According to Samsung, it made 90 per cent of the 3D TVs sold in Europe in the first half of 2010. That doesn't surprise us, as the company was one of the first to have 3D hardware ready to sell, and it also launched more 3D models than any other company. Selling loads of something isn't necessarily indicative of quality, so has the company created a raft of brilliant hardware, or just a slew of average TVs?
To get a better idea, we got Samsung to lend us a 46-inch UE46C7000. This £1500 3D LCD with LED backlighting is quite likely to be one of the company's most popular TVs, as it's more affordable than larger models and will fit in more homes.
Thin, light and super gorgeous
As with most LED TVs, the C7000 is ludicrously thin and stylish. Samsung is still at the forefront of TV design, and we're always amazed that each year it produces something new and different to the previous generation. Whatever your current TV looks like, you'll get a kick out of this C7000 -- it's a beauty.
The only downside to its size is that most cables -- except, thankfully, HDMI -- need breakout adaptors. This is because the TV doesn't have much space for full-size cables. These adaptors are all provided, but they do make the back of the TV look a mess and add an extra point of failure to the system, too.
Size is everything
When it comes to 3D, the bigger your TV, the better. 3D works best when the screen is big and close to your eyes. This is because the illusion of depth is lost as soon as your eye wanders outside the boundary of the screen. Sit too far away from a 3D TV and the effect will be lost somewhat. In our testing room, which is far from huge, we found ourselves leaning forward to get a little more of that 3D effect.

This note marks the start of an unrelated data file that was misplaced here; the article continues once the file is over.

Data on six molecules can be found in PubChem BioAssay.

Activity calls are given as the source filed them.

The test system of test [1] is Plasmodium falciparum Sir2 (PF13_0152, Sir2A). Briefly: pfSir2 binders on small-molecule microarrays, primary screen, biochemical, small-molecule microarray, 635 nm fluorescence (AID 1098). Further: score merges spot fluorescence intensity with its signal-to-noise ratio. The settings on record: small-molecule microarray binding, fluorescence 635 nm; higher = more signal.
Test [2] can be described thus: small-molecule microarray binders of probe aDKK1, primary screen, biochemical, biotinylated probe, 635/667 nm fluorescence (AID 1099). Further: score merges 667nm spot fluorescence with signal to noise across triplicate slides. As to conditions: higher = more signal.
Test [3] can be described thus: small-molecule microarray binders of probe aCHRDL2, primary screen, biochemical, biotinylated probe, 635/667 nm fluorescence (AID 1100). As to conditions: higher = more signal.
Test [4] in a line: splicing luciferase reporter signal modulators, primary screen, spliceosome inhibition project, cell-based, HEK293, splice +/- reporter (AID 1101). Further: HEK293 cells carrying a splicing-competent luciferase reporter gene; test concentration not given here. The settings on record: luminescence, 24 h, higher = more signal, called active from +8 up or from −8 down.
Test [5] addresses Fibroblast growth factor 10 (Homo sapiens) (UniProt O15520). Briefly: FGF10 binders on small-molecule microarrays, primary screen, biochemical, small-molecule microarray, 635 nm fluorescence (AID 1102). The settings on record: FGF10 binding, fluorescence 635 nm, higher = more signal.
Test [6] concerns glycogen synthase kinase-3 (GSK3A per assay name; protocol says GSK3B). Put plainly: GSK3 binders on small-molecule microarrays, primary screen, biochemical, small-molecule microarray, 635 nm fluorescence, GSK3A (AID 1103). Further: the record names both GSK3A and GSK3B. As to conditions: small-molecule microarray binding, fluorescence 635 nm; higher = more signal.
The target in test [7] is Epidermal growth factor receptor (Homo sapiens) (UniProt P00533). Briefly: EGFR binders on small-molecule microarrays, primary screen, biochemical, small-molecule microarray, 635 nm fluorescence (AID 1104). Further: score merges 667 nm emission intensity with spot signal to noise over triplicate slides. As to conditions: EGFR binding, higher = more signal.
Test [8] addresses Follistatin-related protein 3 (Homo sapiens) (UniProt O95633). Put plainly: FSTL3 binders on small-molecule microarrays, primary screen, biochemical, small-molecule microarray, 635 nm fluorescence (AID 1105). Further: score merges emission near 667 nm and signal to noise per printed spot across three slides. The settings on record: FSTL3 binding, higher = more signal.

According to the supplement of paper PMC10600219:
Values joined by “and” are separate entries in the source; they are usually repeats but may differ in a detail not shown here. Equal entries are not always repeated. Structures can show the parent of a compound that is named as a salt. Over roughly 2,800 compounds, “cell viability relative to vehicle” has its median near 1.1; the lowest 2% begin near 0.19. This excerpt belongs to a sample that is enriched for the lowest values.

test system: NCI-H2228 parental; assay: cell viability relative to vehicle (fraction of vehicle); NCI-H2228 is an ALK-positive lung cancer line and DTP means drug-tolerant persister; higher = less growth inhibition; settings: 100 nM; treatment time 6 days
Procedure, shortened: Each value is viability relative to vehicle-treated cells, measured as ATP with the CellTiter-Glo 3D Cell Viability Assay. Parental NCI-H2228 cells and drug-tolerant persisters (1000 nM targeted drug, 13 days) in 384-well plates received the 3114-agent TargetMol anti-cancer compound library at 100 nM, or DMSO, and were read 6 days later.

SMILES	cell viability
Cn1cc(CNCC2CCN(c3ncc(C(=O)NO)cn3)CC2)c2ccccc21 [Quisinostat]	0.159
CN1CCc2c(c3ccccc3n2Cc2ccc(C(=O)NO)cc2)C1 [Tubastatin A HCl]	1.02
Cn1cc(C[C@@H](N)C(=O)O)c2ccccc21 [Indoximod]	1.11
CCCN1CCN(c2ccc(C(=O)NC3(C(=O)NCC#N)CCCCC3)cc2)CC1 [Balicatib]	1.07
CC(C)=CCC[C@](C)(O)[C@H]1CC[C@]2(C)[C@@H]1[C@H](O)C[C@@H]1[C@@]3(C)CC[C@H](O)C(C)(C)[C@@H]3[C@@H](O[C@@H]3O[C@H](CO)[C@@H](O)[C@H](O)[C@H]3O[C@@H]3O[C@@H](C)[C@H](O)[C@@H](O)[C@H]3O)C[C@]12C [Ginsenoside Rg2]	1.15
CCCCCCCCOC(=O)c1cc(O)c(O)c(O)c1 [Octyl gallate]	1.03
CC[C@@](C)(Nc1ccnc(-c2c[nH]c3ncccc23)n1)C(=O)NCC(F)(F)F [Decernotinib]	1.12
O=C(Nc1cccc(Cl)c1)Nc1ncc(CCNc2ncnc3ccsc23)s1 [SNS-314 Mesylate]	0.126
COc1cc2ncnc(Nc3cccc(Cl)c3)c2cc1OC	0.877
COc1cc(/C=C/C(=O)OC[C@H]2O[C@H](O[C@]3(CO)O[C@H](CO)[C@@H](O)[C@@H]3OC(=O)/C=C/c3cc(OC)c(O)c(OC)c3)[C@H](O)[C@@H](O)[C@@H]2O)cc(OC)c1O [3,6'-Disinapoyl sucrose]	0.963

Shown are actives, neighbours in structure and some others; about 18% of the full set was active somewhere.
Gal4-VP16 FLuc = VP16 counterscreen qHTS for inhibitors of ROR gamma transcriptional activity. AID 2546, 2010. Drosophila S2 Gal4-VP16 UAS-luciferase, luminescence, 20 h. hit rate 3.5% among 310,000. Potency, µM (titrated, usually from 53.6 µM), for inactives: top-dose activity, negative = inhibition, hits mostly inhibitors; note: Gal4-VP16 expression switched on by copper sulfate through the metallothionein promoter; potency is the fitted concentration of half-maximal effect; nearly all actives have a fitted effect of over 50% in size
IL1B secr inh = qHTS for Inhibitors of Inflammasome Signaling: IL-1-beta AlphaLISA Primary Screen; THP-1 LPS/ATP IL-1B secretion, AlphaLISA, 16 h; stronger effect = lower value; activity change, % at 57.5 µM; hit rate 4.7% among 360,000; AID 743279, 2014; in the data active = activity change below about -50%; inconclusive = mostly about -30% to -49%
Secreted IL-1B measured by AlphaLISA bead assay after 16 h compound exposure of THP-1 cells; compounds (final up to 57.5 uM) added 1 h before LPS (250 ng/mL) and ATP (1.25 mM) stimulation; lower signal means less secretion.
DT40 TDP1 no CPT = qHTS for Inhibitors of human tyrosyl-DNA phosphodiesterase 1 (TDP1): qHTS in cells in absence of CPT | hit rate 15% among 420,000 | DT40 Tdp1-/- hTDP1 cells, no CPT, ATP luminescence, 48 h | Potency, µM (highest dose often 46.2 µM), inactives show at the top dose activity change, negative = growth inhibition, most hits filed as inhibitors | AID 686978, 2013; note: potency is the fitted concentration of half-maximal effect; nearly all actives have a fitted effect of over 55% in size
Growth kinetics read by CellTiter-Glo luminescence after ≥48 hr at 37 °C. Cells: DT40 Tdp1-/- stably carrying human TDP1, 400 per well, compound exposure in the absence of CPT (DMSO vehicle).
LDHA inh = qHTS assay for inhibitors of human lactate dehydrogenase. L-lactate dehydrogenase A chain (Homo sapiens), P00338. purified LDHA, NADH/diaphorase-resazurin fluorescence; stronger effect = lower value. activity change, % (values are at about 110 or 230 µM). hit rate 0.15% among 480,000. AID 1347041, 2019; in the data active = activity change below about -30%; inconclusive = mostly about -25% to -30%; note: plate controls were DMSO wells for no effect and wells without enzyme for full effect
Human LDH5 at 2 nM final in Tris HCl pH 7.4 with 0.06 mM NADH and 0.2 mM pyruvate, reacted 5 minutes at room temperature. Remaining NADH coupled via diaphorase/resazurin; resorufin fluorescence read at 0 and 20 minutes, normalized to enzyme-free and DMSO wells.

If you're room is of medium or large size, then we'd suggest that this TV might not be large enough for your needs. If you're not buying it for 3D viewing, however, this is not such an issue.
Ghosting in the machine
In the past, we found Samsung's 3D TVs suffered more than most with ghosting. With 3D, the image you see is made up of two separate pictures, each with a slightly different perspective. The TV generates the 3D effect by showing these images one after the other, and the glasses shut off all the light to one eye at a time. If the TV can't refresh the on-screen image quickly enough, your left eye will get a fraction of a millisecond to see the image intended for the right eye. When this happens, you'll see ghosting around the picture.
On the C7000, this problem was present, but not too severe. We noticed it most during Cloudy With a Chance of Meatballs, as Flint and Sam are heading over the hills to the jelly castle. Since the two characters appeared small and in the distance, they suffered very severe ghosting. With other material, it's much less noticeable and unlikely to trouble you all that much.
2D picture quality
A stand-out feature of this TV was its superb picture quality. Give this telly a high-quality standard-definition source and it really shines. HD channels that send upscaled SD material look terrific on this set because there's less compression on these channels and therefore less mess for the TV to descramble.
Even so, feed it a normal, low-quality Freeview channel and it's perfectly happy to show a detailed, colourful and pleasant-looking image. HD channels are, as you would expect, lovely to look at, with loads more detail than standard channels. A Blu-ray source will, of course, top them all. With a good-quality disc, you'll see masses of detail and incredibly rich and vibrant colours. The TV does a really good job here -- its in animation and vivid movies that an LED backlight shines.
The TV does cope well with more reserved material, too. Use the 'movie' mode to add a more muted effect to the pictures, but be prepared for a slightly yellow hue to the image. This might sound unpleasant, but we find it's the best out-of-the-box picture mode for watching films.
Purists should make sure to turn off Samsung's movie motion compensation mode, because it will render the footage low-rent and more like a cheap home video than a multi-million-dollar Hollywood movie.
One other note: when we ran a Freeview HD tuner through to the TV via HDMI, sometimes the TV seemed to mis-process the image for a second or so. This made the incoming video look like film. It was only very brief and didn't happen often, but if you're an external PVR user, it might irritate you.